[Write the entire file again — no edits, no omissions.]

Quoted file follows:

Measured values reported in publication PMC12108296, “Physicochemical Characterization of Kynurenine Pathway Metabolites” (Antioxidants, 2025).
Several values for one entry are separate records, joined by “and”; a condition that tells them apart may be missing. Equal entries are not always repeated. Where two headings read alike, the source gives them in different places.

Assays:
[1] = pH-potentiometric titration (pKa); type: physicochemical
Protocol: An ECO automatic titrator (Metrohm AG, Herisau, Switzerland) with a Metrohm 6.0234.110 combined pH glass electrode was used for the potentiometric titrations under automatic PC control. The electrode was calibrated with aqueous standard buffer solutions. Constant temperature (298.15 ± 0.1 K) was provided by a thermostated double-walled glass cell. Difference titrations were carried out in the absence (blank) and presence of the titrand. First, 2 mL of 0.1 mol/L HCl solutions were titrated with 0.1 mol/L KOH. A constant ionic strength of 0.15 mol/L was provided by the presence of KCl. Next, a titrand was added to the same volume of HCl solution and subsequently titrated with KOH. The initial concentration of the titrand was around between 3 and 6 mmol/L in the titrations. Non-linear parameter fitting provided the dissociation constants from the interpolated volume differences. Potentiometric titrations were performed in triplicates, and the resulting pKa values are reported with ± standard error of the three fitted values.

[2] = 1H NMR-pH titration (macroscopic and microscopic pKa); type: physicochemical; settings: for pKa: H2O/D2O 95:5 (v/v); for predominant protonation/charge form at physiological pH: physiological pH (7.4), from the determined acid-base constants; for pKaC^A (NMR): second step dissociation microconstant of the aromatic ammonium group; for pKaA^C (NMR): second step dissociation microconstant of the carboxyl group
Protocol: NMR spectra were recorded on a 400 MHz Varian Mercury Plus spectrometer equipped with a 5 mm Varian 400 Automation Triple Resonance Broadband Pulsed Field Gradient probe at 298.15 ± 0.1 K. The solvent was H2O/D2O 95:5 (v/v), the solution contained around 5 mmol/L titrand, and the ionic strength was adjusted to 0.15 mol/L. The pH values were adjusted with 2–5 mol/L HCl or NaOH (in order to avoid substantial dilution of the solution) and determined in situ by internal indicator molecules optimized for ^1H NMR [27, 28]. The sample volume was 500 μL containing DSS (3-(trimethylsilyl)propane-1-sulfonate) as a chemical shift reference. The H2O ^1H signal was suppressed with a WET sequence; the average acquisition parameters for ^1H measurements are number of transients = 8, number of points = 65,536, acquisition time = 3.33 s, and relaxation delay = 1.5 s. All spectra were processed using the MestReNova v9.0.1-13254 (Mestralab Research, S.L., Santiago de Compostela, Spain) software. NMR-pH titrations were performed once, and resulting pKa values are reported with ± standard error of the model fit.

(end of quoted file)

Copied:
Measured values reported in publication PMC12108296, “Physicochemical Characterization of Kynurenine Pathway Metabolites” (Antioxidants, 2025).
Several values for one entry are separate records, joined by “and”; a condition that tells them apart may be missing. Equal entries are not always repeated. Where two headings read alike, the source gives them in different places.

Assays:
[1] = pH-potentiometric titration (pKa); type: physicochemical
Protocol: An ECO automatic titrator (Metrohm AG, Herisau, Switzerland) with a Metrohm 6.0234.110 combined pH glass electrode was used for the potentiometric titrations under automatic PC control. The electrode was calibrated with aqueous standard buffer solutions. Constant temperature (298.15 ± 0.1 K) was provided by a thermostated double-walled glass cell. Difference titrations were carried out in the absence (blank) and presence of the titrand. First, 2 mL of 0.1 mol/L HCl solutions were titrated with 0.1 mol/L KOH. A constant ionic strength of 0.15 mol/L was provided by the presence of KCl. Next, a titrand was added to the same volume of HCl solution and subsequently titrated with KOH. The initial concentration of the titrand was around between 3 and 6 mmol/L in the titrations. Non-linear parameter fitting provided the dissociation constants from the interpolated volume differences. Potentiometric titrations were performed in triplicates, and the resulting pKa values are reported with ± standard error of the three fitted values.

[2] = 1H NMR-pH titration (macroscopic and microscopic pKa); type: physicochemical; settings: for pKa: H2O/D2O 95:5 (v/v); for predominant protonation/charge form at physiological pH: physiological pH (7.4), from the determined acid-base constants; for pKaC^A (NMR): second step dissociation microconstant of the aromatic ammonium group; for pKaA^C (NMR): second step dissociation microconstant of the carboxyl group
Protocol: NMR spectra were recorded on a 400 MHz Varian Mercury Plus spectrometer equipped with a 5 mm Varian 400 Automation Triple Resonance Broadband Pulsed Field Gradient probe at 298.15 ± 0.1 K. The solvent was H2O/D2O 95:5 (v/v), the solution contained around 5 mmol/L titrand, and the ionic strength was adjusted to 0.15 mol/L. The pH values were adjusted with 2–5 mol/L HCl or NaOH (in order to avoid substantial dilution of the solution) and determined in situ by internal indicator molecules optimized for ^1H NMR [27, 28]. The sample volume was 500 μL containing DSS (3-(trimethylsilyl)propane-1-sulfonate) as a chemical shift reference. The H2O ^1H signal was suppressed with a WET sequence; the average acquisition parameters for ^1H measurements are number of transients = 8, number of points = 65,536, acquisition time = 3.33 s, and relaxation delay = 1.5 s. All spectra were processed using the MestReNova v9.0.1-13254 (Mestralab Research, S.L., Santiago de Compostela, Spain) software. NMR-pH titrations were performed once, and resulting pKa values are reported with ± standard error of the model fit.